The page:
In your will, you can elect who should benefit from your estate and who the executor of you estate should be after you have passed away. You may also appoint a legal guardian of your choice to take care of your children.
In the Supreme Court of Appeal case, Raubenheimer v Raubenheimer, The Honourable JA Leach stated: “It is a never-ending source of amazement that so many people rely on untrained advisers when preparing their wills, one of the most important documents they are ever likely to sign.”
This statement reiterates the importance of having a well-drafted and valid will. A poorly drafted will can lead to tremendous hardship and may not reflect your true intention.
For a will to be valid, the testator must be over the age of 16 years, the will must be in writing (typed or handwritten) and each page, including the last page, must be signed by the testator. The will must also be signed by two competent witnesses 14 years of age or older. Any person who signs a will as a witness or spouse of such person will be disqualified from receiving any benefit under that will.
To avoid litigation and uncertainty, it is recommended to have a revocation clause and prepare a new will that clearly demonstrates your intention.
The purpose of the revocation clause is to prevent any of your earlier wills from having any legal effect after your new will is executed, i.e. you are officially cancelling your old will. You may revoke your will at any time before your death. A change in your status does not by implication revoke your will and you cannot revoke your will orally.
There are two major life events that, after they have happened, require that you consider amending your existing will.
These events are when a child is born and, secondly, when you are getting a divorce.
Where you make bequests to your children and you have nominated such children by name, it is important to review your will when you have a child that is born later, to ensure that he or she is not disinherited.
This will also apply where you have used words such as “our children” or “children born from our marriage” referring to the children you have with your spouse. When you remarry, this may lead to interpretation problems and the children from your second marriage may be disinherited. This would also be the case with any children you have outside of your marriage.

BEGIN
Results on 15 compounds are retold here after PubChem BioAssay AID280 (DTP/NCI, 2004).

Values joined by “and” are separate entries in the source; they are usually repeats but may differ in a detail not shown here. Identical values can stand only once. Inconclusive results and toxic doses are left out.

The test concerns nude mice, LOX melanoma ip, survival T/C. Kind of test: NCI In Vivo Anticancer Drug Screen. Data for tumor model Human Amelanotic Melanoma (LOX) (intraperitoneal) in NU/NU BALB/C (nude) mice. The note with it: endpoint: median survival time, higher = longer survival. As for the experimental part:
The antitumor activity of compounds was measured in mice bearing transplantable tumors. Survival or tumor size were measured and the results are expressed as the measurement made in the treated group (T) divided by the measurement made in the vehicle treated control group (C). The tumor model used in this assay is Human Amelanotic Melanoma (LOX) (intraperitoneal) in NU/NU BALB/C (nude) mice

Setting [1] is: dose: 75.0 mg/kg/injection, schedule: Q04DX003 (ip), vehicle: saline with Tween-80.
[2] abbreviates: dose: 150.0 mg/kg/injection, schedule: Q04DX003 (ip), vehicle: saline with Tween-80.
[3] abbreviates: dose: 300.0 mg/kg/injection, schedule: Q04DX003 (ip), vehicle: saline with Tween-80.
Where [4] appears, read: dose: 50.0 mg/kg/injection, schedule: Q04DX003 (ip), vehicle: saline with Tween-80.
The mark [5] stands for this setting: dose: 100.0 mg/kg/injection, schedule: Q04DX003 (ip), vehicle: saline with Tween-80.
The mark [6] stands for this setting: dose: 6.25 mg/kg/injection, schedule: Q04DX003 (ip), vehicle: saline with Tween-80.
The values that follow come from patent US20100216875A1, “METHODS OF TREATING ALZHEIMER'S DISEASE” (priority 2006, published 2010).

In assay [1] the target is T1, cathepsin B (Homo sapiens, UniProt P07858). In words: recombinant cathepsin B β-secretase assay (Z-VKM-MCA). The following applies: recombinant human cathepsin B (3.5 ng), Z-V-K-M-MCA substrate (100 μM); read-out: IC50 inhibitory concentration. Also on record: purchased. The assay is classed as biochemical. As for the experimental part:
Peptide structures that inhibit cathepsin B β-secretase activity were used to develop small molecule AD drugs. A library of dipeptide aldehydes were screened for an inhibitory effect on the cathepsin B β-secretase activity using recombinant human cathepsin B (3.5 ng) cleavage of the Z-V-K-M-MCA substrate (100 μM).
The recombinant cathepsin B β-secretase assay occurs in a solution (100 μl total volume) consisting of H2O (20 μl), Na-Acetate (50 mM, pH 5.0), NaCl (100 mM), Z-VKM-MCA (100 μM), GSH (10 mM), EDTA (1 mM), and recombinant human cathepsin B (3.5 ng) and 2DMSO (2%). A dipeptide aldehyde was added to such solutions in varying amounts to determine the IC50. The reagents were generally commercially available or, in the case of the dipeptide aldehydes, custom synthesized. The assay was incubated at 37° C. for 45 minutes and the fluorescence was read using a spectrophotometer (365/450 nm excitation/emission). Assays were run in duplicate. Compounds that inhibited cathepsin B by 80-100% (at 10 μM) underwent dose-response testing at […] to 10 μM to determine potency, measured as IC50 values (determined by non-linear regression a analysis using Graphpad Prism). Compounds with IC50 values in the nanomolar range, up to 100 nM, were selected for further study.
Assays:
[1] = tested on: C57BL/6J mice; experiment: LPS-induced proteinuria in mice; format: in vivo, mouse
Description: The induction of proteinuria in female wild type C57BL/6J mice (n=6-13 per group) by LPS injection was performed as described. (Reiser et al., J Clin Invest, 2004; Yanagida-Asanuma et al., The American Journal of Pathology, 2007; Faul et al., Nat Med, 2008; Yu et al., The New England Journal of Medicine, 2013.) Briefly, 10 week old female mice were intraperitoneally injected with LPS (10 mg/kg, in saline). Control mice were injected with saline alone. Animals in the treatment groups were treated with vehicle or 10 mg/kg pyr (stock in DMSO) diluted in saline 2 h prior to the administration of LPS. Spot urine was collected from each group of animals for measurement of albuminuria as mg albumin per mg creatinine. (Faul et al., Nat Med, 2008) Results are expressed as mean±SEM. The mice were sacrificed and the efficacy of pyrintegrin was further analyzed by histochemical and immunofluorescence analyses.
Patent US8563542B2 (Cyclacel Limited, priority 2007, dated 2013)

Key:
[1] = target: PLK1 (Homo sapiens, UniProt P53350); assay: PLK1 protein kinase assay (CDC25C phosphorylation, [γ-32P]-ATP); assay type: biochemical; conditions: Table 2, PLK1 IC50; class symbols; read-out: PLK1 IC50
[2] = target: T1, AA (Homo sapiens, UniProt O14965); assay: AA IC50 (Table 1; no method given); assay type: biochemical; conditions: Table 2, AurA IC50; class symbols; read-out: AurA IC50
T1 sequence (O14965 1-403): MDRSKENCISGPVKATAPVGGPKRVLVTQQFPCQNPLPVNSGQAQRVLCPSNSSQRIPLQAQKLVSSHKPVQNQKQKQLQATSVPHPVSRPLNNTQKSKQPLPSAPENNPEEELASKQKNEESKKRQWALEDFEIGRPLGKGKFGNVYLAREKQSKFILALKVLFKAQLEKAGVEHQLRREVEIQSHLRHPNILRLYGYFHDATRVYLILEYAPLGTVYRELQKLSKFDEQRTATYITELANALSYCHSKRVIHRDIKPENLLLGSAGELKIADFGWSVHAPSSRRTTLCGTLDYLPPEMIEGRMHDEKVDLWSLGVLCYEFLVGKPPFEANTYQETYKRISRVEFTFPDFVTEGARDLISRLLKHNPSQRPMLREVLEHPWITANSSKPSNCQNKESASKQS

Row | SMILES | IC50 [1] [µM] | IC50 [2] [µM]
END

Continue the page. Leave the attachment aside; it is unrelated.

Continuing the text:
The same goes for when you get a divorce from your spouse. The Wills Act states that where a testator dies within three months of his or her marriage having been dissolved by divorce, then any will he or she executed before that divorce will be interpreted as if the former spouse had died before the divorce.
If you therefore do not change your will three months after the divorce, the assumption is then made that it is your wish that the terms of your remain. What this essentially means is that where you have bequeathed your estate to your spouse, if you get divorced and you have not changed your will three months after the divorce, your former spouse, as named in your will, will still inherit what you have bequeathed to him or her.
It is advisable to amend your will at the commencement of the divorce proceedings.
Therefore, make sure that when anything changes in your life to the extent that your circumstances are changed, you also update or review your will at that stage to make sure that it reflects your true intention.
Before you sign your will, make sure that you understand it, that it is practical and that it reflects your wishes.
After all, you have freedom of testation.
The material is not intended as and does not constitute financial or any other advice. The material does not take into account your personal financial circumstances. For this reason it is recommended that you speak to an accredited broker or financial adviser to consider all your options and draw up a plan to achieve your financial goals.